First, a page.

Ep 398: How To Build Your Brand In Mortgage and Real Estate Industry with Phil Treadwell



If you’re wondering how you can use your personal brand to leverage and differentiate yourself to generate more leads when the market is challenging, this episode is for you!

In this niche episode aimed at real estate developers, brokers, loan officers, or anyone in the mortgage and real estate industry, we are joined by Phil Treadwell to discuss how to build your brand and diversify your income stream.

Phil is a mindset coach and a national speaker.

He’s the founder of the M1 Academy and the host of the Mortgage Marketing Expert podcast.

In this discussion, we talk about the power of educational social media content, how to use it to solidify referrals, the platforms Phil recommends for maximum impact, how often to post, and how to strike the perfect balance between personal and business content.

Phil also explains why having a website is essential and how to take online interactions offline for true success, before shedding light on how you can leverage your personal brand to diversify your income and revenue streams.

For all this and more, tune in today!


  • Today’s topic and how it will benefit those in the mortgage and real estate industry.
  • An introduction to Phil Treadwell and his credentials.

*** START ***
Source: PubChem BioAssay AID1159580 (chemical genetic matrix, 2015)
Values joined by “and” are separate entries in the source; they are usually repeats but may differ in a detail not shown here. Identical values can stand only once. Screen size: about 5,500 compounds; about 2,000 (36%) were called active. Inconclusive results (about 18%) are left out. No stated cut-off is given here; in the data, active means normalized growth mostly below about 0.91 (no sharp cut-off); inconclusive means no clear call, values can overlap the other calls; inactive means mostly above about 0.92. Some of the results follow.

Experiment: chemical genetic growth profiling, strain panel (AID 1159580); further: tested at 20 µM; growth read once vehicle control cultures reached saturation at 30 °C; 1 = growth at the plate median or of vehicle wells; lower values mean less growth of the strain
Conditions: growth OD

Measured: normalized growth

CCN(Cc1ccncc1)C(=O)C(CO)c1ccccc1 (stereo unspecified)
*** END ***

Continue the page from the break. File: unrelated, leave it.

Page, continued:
• What it means to have a personal brand in the real estate and mortgage world.
  • Educational social media content as a way to build a personal brand in this industry.
  • The difference between features and benefits in terms of educational social media content.
  • How to use social media to make connections and solidify referrals.
  • The social media platforms that Phil recommends and the marketing formula that he uses.
  • Why you should consider what your audience is looking for when they go on social media.
  • The importance of consistency when posting on social media.
  • Achieving a good mix of both personal and business content on social media.
  • How certain posts might unintentionally work against you.
  • The need for a website in addition to social media.
  • Why the interaction that you gain through social media ultimately needs to be taken offline.
  • How to use your personal brand to diversify your income and revenue.
  • How Phil got into public speaking and what he gains from it.


“A personal brand needs to be about the person more so than the brand.” —  @philtreadwell [0:03:59]

“A personal brand is really just differentiating yourself from everybody else that’s out there. You are the uniqueness that you need to amplify.” —  @philtreadwell [0:04:31]

“There are opportunities in every market. I don’t care whether interest rates are high and supply is low, people pay for solutions to their problems.” —  @philtreadwell [0:05:01]

“The [social media] platform is super important from the standpoint of ‘is it the best place to give this message to the audience?’” —  @philtreadwell [0:14:12]

“When it comes to a well-rounded personal brand, I believe that the majority of your content needs to be about who you are, not just what you do. That’s really what people like.” —  @philtreadwell [0:17:19]

About Phil Treadwell

Phil Treadwell is a mindset coach, national speaker and podcaster. He is the Founder of M1 Academy & Host of the Mortgage Marketing Expert podcast. He regularly speaks to mortgage and real estate professionals and collaborates with industry thought leaders across the country. He has received numerous awards including “40 Most Influential Under 40” by NMP Magazine and “Top 20 Mortgage Professionals” by Yahoo! Finance.


Phil Treadwell 

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AJ Vaden on LinkedIn